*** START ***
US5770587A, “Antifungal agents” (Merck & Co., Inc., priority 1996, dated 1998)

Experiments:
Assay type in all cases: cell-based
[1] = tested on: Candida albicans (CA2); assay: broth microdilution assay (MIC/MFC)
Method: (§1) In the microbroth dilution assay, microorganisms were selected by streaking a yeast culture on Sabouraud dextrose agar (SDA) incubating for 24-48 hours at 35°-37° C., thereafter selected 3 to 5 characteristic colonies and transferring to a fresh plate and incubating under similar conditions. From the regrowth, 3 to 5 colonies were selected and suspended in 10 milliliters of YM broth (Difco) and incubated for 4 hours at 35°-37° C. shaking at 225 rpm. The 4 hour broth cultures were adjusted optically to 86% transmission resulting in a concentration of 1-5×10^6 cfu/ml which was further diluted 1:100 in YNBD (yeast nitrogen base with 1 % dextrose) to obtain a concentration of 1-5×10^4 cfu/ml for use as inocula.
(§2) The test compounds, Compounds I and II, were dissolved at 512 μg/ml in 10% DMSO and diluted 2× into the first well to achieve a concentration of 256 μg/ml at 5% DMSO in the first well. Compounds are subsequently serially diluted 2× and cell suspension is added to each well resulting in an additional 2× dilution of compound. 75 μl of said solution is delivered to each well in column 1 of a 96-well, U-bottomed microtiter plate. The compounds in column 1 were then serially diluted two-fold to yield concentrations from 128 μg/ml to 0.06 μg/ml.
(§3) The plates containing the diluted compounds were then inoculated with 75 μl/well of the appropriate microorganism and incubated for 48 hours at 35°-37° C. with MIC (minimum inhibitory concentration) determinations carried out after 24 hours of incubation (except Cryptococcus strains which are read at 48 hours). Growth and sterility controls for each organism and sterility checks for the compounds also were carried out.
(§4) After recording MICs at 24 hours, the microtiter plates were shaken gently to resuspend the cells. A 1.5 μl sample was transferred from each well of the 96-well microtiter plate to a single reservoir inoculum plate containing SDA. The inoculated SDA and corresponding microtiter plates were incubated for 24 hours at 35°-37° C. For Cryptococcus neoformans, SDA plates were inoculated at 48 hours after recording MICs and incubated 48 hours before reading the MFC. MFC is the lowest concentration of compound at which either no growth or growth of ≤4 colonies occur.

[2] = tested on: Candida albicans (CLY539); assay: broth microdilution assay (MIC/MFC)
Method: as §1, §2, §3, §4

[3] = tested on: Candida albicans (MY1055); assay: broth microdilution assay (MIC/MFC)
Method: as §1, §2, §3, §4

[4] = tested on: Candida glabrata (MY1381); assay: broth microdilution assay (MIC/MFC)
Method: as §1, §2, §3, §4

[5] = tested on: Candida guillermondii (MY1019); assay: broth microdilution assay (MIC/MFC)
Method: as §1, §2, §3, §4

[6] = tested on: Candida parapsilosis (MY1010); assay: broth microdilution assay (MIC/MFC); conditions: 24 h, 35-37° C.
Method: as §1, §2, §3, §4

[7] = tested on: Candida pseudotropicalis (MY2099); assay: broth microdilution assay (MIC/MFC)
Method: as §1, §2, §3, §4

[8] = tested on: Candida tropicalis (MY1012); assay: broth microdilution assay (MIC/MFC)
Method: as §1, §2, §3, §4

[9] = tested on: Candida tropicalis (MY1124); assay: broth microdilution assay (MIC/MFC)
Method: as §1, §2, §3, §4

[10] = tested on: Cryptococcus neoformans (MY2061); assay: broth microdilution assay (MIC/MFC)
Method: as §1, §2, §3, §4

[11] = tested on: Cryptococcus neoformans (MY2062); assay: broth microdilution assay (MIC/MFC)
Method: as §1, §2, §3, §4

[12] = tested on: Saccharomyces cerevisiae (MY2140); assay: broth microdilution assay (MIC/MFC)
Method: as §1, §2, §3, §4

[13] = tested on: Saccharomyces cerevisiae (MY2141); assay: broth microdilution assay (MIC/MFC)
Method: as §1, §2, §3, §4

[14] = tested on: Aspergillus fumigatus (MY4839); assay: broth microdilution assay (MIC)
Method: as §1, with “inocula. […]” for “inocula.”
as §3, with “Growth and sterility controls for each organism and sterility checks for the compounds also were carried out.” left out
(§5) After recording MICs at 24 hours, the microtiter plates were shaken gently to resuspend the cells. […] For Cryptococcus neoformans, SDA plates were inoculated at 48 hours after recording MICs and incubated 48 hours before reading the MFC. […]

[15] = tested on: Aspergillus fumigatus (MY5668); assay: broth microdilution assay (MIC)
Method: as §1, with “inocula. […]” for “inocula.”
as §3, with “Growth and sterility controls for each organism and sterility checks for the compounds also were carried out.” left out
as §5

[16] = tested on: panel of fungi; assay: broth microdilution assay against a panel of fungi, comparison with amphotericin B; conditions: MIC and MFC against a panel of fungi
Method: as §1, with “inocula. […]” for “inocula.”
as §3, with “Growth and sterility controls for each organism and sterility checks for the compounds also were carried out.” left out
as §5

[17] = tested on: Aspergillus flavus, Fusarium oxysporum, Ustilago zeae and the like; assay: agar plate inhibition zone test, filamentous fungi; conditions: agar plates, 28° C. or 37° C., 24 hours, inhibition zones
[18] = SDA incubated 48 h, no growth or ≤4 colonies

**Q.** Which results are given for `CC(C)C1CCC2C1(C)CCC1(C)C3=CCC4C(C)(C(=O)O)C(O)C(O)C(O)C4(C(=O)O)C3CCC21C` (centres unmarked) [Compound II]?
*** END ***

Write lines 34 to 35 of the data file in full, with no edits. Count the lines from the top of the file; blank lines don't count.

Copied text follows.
Method: as §1, with “inocula. […]” for “inocula.”
as §3, with “Growth and sterility controls for each organism and sterility checks for the compounds also were carried out.” left out